Tuesday, August 4, 2009

Dark Time

It is the year 1692. Susannah Layhem, wife, expectant mother, and healer, has been accused of being a witch. After a trial that is a farce, Susannah is burned at the stake. In the midst of her agony, she is swept away and offered a deal. Rabishu, a demon, offers her life as well as vengeance on the woman who falsely accused her. In return, she must agree to do his bidding in the world, kill whomever he directs her to. She accepts without hesitation and, after she kills her accuser, Susanna becomes a demon's minion, killing whomever he directs her to. They are all innocents, her victims - people whose existence somehow threatens Rabishu's diabolical plans.

After several hundred years of this killing, Susannah becomes disenchanted with her immortal life. Even though she has "gifts" from the demon, such as fast healing and super speed, she feels she is rotting from within. Finally, when she cannot bring herself to kill an infant, she decides she's had enough. She discovers there is a way out of her contract with the demon, but it is not an easy one. And should she fail at the nearly impossible task that will give her a chance at redemption, the result will be eternal torture.

Fast forward to modern times, when Susannah, now a mortal, has reinvented herself as Maliha. She has made a few friends and has two missions: one that will cause the downfall of the demons if she succeeds, and one in which she saves enough people to balance the scales of her actions when she was the demon's minion. The narrative is told with various flashbacks that detail some of the events that occurred between the time she became mortal and the present day. The flashbacks were a bit confusing to me, and I felt disappointed that so many things were skipped over that I would have liked to know more about. There was a lot going on in the novel, and at times I wished that the narrative were a bit more focused - and there were so very many secondary characters that I never felt I got to know any of them very well. The main plot of the novel is Maliha trying to track down someone who murdered two men, and the more she discovers about the killer, the more she realizes something truly horrific is being planned, and she is the only one who stands a chance of stopping it.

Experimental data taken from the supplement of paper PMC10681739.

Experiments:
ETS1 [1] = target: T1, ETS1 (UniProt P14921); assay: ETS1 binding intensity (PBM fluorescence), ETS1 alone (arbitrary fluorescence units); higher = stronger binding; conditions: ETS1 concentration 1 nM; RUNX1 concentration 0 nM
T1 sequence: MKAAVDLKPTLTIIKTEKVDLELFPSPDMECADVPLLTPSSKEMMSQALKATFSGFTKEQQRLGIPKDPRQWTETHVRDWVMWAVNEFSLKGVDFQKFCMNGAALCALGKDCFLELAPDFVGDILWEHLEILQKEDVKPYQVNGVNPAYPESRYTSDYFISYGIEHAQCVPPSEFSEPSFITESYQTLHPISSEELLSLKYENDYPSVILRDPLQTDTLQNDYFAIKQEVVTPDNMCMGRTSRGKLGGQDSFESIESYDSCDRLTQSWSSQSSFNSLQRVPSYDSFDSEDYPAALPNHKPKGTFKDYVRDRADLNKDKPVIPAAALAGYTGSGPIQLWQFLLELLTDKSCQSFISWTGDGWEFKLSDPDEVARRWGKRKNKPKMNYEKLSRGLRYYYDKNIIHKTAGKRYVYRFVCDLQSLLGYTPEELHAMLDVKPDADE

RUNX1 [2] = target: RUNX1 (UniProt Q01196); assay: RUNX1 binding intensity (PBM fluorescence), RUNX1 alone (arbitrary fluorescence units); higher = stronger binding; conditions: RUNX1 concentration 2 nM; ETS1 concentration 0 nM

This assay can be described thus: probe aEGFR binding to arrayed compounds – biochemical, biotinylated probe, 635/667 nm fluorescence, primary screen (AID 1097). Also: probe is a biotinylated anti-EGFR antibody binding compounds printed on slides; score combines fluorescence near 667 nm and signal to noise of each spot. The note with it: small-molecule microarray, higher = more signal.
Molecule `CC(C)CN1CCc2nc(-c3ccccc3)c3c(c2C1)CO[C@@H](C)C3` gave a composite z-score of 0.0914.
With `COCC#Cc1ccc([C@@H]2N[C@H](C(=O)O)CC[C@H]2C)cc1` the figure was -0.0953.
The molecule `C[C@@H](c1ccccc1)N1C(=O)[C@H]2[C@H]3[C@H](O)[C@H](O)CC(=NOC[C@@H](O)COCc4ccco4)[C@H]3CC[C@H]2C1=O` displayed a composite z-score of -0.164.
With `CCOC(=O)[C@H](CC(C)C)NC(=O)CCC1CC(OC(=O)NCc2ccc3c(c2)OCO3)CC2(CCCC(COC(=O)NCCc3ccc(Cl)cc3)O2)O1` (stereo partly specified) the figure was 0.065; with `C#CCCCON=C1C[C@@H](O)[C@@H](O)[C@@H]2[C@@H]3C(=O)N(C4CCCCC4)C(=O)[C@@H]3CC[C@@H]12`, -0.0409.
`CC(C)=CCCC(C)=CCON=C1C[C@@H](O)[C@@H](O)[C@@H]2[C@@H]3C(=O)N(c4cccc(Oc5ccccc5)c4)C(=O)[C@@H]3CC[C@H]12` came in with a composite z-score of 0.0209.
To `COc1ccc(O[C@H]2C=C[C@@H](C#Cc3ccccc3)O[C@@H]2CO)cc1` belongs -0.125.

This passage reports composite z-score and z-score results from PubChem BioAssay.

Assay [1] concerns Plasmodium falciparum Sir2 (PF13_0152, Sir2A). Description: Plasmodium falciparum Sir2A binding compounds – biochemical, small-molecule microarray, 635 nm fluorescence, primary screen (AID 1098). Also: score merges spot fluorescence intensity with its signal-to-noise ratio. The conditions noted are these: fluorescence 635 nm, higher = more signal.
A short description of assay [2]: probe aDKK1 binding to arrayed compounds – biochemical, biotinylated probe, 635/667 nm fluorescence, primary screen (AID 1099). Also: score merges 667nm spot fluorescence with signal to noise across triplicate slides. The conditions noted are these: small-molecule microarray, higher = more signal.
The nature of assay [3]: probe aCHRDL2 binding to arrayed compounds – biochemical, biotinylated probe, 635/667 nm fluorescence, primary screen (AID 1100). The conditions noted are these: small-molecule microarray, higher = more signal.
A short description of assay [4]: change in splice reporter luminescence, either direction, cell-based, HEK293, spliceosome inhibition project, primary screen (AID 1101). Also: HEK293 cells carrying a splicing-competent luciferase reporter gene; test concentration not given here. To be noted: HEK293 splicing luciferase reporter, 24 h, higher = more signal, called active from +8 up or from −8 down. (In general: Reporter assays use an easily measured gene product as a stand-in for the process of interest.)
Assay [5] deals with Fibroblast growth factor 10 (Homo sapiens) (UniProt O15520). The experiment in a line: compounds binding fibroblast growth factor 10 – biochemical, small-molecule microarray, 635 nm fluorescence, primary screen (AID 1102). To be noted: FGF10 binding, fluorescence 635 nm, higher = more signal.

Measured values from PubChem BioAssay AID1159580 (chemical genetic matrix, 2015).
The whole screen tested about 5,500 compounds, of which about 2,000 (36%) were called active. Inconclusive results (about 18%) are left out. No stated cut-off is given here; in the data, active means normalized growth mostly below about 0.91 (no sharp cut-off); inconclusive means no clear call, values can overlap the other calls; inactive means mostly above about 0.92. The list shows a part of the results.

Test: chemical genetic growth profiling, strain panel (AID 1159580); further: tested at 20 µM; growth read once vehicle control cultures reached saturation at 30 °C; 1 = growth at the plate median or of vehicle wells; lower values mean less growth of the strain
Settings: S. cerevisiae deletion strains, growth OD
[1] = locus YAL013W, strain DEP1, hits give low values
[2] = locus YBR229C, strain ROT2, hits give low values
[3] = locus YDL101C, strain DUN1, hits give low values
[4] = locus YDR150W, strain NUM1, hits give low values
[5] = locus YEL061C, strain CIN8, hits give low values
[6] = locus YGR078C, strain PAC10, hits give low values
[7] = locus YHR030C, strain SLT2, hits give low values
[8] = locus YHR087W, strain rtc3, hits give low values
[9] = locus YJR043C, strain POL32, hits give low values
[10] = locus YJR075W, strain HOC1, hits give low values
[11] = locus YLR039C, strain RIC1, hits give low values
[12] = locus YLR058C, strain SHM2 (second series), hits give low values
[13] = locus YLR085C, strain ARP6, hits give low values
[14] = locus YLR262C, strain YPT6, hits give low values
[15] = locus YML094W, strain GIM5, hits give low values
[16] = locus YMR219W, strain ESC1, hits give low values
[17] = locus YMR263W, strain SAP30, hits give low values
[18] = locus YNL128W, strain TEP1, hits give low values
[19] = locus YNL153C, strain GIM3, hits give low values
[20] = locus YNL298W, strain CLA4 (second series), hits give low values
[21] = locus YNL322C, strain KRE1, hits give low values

It was surprising to me that a book with a supernatural premise should involve a plot that has very little to do with the supernatural. Other than the fact of Maliha's longevity and the demon involvement, the nefarious plot is technological and mundane - but no less evil because of that - and the book involves lots of high-tech gadgetry, expensive cars, helicopters, cool James-Bond-like escape pods, hidden cameras, etc. The setup takes a while, which is to be expected in the first book of a series, after all, but the narrative picks up after that, and the pace is relentless through to the end, which stops with a character-related cliffhanger that will doubtless leave readers itching for the next book. I enjoyed the writing, particularly the images that came to mind as Maliha told her story, such as in this description of an art museum she visits:
Children brought "for the culture" swarmed in a second layer below the adults' heads, like lizards scampering through the understory of a rain forest.